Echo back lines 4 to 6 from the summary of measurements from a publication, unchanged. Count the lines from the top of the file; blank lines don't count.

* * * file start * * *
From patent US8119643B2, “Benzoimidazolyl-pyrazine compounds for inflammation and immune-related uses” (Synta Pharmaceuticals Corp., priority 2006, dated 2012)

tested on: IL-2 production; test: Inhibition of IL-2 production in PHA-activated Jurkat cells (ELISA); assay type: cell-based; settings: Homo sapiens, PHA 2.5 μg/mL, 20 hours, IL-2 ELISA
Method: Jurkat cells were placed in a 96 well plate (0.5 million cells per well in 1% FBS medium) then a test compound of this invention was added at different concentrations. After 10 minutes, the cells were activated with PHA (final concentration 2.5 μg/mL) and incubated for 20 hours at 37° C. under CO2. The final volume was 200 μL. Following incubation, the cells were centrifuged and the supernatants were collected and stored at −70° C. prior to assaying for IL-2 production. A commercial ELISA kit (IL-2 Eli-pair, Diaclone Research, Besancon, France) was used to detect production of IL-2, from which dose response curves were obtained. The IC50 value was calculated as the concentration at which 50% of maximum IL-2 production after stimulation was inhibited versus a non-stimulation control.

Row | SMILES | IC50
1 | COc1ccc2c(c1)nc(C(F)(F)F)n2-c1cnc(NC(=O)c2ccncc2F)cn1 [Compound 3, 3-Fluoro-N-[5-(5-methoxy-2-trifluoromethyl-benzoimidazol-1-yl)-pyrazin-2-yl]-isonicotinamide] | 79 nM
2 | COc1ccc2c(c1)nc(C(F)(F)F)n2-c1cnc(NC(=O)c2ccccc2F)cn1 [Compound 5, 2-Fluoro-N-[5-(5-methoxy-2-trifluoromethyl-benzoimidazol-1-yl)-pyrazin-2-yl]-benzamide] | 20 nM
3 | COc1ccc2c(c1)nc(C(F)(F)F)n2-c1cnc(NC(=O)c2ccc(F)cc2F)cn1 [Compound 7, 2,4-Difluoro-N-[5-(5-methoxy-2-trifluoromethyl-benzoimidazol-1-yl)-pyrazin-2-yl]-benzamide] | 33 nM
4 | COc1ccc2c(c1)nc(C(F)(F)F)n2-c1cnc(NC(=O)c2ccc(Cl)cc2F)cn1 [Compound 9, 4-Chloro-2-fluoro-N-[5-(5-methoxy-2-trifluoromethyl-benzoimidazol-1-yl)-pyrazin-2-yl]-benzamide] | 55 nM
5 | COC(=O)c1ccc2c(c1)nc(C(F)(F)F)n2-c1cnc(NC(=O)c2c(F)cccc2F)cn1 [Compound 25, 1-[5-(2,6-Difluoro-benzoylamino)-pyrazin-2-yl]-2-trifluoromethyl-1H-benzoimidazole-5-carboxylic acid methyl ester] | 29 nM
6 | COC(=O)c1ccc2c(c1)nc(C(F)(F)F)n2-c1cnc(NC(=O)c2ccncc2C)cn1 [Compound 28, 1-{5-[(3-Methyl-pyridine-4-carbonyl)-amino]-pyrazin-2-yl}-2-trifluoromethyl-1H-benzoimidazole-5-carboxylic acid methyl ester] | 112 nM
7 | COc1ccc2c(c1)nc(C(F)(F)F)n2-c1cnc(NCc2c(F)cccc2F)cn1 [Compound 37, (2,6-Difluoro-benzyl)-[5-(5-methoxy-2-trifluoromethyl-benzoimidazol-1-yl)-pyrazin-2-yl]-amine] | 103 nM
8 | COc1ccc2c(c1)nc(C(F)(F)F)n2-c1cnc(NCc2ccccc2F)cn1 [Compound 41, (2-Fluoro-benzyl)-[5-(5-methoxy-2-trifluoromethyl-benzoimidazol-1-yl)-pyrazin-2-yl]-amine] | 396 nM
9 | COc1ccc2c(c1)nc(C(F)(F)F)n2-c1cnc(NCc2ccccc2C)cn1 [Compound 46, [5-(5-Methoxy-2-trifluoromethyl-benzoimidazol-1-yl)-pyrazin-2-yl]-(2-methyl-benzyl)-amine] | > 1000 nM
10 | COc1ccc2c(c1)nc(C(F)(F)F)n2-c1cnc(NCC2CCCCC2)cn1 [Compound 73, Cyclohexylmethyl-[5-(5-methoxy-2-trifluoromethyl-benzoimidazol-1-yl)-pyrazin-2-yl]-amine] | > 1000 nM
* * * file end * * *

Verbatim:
Row | SMILES | IC50
1 | COc1ccc2c(c1)nc(C(F)(F)F)n2-c1cnc(NC(=O)c2ccncc2F)cn1 [Compound 3, 3-Fluoro-N-[5-(5-methoxy-2-trifluoromethyl-benzoimidazol-1-yl)-pyrazin-2-yl]-isonicotinamide] | 79 nM
2 | COc1ccc2c(c1)nc(C(F)(F)F)n2-c1cnc(NC(=O)c2ccccc2F)cn1 [Compound 5, 2-Fluoro-N-[5-(5-methoxy-2-trifluoromethyl-benzoimidazol-1-yl)-pyrazin-2-yl]-benzamide] | 20 nM